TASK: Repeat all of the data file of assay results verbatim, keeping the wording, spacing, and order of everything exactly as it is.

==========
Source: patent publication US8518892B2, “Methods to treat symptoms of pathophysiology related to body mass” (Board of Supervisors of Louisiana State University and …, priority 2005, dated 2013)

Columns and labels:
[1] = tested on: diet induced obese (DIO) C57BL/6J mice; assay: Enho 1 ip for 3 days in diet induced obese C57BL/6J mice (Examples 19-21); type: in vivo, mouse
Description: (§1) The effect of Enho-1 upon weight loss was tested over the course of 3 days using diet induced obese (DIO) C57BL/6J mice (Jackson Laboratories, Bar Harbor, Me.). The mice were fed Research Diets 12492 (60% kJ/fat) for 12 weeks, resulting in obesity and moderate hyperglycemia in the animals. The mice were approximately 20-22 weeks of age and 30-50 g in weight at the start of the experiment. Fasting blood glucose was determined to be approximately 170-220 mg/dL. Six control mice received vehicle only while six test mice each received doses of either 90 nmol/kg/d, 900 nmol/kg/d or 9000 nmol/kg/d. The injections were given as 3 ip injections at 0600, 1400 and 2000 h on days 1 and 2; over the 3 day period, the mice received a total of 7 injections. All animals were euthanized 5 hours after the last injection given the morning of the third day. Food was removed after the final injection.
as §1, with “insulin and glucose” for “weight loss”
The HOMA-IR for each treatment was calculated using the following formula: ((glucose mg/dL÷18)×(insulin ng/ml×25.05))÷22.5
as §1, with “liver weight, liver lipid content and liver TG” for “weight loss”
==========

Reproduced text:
Source: patent publication US8518892B2, “Methods to treat symptoms of pathophysiology related to body mass” (Board of Supervisors of Louisiana State University and …, priority 2005, dated 2013)

Columns and labels:
[1] = tested on: diet induced obese (DIO) C57BL/6J mice; assay: Enho 1 ip for 3 days in diet induced obese C57BL/6J mice (Examples 19-21); type: in vivo, mouse
Description: (§1) The effect of Enho-1 upon weight loss was tested over the course of 3 days using diet induced obese (DIO) C57BL/6J mice (Jackson Laboratories, Bar Harbor, Me.). The mice were fed Research Diets 12492 (60% kJ/fat) for 12 weeks, resulting in obesity and moderate hyperglycemia in the animals. The mice were approximately 20-22 weeks of age and 30-50 g in weight at the start of the experiment. Fasting blood glucose was determined to be approximately 170-220 mg/dL. Six control mice received vehicle only while six test mice each received doses of either 90 nmol/kg/d, 900 nmol/kg/d or 9000 nmol/kg/d. The injections were given as 3 ip injections at 0600, 1400 and 2000 h on days 1 and 2; over the 3 day period, the mice received a total of 7 injections. All animals were euthanized 5 hours after the last injection given the morning of the third day. Food was removed after the final injection.
as §1, with “insulin and glucose” for “weight loss”
The HOMA-IR for each treatment was calculated using the following formula: ((glucose mg/dL÷18)×(insulin ng/ml×25.05))÷22.5
as §1, with “liver weight, liver lipid content and liver TG” for “weight loss”